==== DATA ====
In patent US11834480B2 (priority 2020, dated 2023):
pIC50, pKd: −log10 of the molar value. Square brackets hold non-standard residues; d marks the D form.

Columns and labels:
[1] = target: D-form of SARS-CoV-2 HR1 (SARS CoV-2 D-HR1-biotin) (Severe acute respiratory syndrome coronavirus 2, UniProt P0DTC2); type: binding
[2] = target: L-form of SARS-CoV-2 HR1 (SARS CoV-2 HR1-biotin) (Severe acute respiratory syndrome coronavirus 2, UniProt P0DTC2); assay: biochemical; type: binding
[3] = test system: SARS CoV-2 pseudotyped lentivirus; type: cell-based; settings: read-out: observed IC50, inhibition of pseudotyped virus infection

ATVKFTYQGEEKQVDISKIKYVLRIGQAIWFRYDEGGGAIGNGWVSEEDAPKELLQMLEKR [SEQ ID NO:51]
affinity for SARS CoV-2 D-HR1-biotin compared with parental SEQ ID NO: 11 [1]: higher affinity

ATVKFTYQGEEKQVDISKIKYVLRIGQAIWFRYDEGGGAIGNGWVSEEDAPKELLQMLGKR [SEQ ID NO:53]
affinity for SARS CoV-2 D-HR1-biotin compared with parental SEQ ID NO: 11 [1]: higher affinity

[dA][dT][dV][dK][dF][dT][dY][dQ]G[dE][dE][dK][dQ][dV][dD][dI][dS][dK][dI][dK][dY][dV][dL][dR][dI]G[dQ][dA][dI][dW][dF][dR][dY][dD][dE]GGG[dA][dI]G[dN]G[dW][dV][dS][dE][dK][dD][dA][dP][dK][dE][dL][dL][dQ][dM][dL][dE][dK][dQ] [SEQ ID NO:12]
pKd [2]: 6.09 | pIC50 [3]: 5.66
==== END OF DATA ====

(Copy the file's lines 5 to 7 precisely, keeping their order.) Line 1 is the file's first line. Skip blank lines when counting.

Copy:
[2] = target: L-form of SARS-CoV-2 HR1 (SARS CoV-2 HR1-biotin) (Severe acute respiratory syndrome coronavirus 2, UniProt P0DTC2); assay: biochemical; type: binding
[3] = test system: SARS CoV-2 pseudotyped lentivirus; type: cell-based; settings: read-out: observed IC50, inhibition of pseudotyped virus infection

ATVKFTYQGEEKQVDISKIKYVLRIGQAIWFRYDEGGGAIGNGWVSEEDAPKELLQMLEKR [SEQ ID NO:51]